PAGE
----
• Prednisolone: available in capsules and suspension (for insulinoma4)

Other medications that are frequently requested for small animals include chlorpheniramine, dexamethosone, melatonin, enalapril, atenolol, furosemide, digoxin, and azathioprine.

Rabbits

Rabbit

Pet rabbits are generally healthy, but may present for an office visit with an upper respiratory infection (aka “snuffles”). Rabbits are also prone to internal and external parasites.  Common culprits are coccidia, pinworms, ear and fur mites, and fleas.  A banana flavored suspension is a popular choice.  When treating rabbits, NEVER use penicillins, clindamycin, erythromycin, or lincomycin as they can cause fatal dysbiosis. 4

Rats

Rats

The most common health complaints for rats and other rodents include respiratory infection, intestinal parasites, and mammary tumors. 4  Frequently encountered intestinal parasites include pinworms and tapeworms.  Aggressive treatment may be desired as rats carry many infections that can be transmitted to humans including leptospirosis, streptococcus pneumoniae (can cause respiratory and meningeal disease in humans), and salmonella.  Rats are very individualized in their flavor preferences, but the most common flavor requests for suspensions are fruit flavors or peanut butter.

For prescribers and their patients, quality means accuracy, consistency, professionalism and service.  At Monument Pharmacy, our licensed pharmacists and certified technicians prepare all of our compounded products with the utmost attention to detail regarding purity, potency, and consistency.  All ingredients are sourced from FDA-licensed suppliers and compounded prescriptions are prepared according to exacting Federal and Colorado State standards.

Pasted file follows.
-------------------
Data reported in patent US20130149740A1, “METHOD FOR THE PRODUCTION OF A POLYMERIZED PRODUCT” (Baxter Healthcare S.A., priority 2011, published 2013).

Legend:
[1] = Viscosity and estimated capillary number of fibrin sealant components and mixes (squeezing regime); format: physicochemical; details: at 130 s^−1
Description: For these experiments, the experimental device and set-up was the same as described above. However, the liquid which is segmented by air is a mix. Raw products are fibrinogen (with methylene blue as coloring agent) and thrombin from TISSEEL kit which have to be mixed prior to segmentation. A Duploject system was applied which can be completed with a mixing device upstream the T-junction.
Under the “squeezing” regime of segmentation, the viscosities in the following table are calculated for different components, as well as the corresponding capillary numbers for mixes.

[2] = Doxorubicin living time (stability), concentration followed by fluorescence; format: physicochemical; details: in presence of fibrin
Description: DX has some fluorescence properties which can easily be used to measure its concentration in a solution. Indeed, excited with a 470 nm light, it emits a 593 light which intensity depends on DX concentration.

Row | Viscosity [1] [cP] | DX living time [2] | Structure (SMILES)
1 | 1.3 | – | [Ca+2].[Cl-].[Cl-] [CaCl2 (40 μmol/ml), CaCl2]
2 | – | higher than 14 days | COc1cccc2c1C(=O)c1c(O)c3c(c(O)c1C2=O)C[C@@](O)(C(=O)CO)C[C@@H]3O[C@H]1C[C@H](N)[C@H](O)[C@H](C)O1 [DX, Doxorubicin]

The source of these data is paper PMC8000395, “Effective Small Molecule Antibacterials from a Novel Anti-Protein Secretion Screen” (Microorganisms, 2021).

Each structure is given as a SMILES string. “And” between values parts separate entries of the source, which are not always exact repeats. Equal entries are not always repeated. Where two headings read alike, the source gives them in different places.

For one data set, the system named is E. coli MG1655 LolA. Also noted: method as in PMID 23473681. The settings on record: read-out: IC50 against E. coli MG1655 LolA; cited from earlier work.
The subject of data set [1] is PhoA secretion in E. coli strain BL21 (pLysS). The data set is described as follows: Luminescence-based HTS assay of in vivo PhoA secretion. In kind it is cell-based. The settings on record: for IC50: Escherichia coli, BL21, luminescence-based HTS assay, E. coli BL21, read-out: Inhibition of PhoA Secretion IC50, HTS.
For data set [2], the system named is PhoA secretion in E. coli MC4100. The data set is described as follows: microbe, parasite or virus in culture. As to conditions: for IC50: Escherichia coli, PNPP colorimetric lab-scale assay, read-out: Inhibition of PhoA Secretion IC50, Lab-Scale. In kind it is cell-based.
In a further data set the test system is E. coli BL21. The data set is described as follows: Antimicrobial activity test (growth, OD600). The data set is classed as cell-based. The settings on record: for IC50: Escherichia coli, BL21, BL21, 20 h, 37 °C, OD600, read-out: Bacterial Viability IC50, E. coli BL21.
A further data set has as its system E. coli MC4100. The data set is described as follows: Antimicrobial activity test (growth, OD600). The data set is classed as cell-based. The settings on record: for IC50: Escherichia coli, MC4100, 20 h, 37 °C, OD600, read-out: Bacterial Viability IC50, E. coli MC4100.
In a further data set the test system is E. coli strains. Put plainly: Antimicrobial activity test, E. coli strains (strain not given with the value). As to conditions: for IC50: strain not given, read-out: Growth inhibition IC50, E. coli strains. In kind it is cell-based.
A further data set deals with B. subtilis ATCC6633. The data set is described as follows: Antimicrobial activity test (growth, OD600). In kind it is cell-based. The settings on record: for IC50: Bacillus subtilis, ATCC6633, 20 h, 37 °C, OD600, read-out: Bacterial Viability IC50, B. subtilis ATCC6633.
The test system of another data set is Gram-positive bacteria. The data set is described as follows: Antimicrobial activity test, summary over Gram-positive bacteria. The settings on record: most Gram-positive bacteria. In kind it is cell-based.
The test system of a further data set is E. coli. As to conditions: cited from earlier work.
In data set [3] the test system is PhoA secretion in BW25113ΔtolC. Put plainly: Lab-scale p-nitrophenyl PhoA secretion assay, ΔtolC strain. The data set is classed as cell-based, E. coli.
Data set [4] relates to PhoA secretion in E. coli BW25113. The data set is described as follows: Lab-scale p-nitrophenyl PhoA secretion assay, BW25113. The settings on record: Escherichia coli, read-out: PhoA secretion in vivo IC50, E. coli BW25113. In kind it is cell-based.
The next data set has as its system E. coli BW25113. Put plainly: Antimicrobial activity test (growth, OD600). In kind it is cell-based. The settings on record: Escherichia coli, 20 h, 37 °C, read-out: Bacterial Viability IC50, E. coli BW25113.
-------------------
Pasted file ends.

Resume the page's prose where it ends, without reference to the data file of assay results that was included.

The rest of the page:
Most orders received prior to 3pm can be shipped out the same business day. When you call, you will always reach one of our friendly customer care specialists in person, right here in Monument, Colorado.  We have competitive pricing and will price match competitors; as an added value, we are able to ship many prescriptions via USPS first-class mail at no charge!  Our goal is for your service to be second to none; in fact, you’re satisfaction is guaranteed! You can count on us to exceed your expectations.  Feel free to contact us for details.

References

1. Kahn, Cynthia, et al.  The Merck Veterinary Manual (10th Edition). Whitehouse Station, NJ:  Merck & Co, Inc., 2010

2.  Mitchell, Mark. “Therapeutic Review: Enrofloxacin.”  Journal of Exotic Pet Medicine, Vol 15, No 1 (January), 2006: pp 66-69

3.  Fox, James G., Marini, Robert P. Biology and Disease of the Ferret, Third Edition. UK: John Wiley & Sons, Inc. 2014

4. Mitchell, Mark A., Tully, Thomas N. Manual of Exotic Pet Practice. St Louis, MO: Elsevier Saunders, 2009

5. Plumb, Donald C. Plumb’s Veterinary Drug Handbook, 10th Ed. Stockholm, WI: Pharmavet, Inc., 2008

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Monument Pharmacy Compounding Services

For prescribers and their patients, quality means accuracy, consistency, professionalism, and service. Our licensed pharmacists and certified technicians prepare all of our compounded prescriptions with the utmost attention to detail regarding purity, potency, and consistency. Our compounds are prepared according to exacting federal and Colorado state standards. Monument Pharmacy utilizes only FDA-approved-and-licensed ingredient suppliers for our active and inactive ingredients.

Commercially available products will meet the needs of many patients. But when palatability, route of administration, strength, allergies, or unavailability creates a barrier to treatment, we have the knowledge and experience to solve compliance conundrums by tailoring therapies to individual patient needs.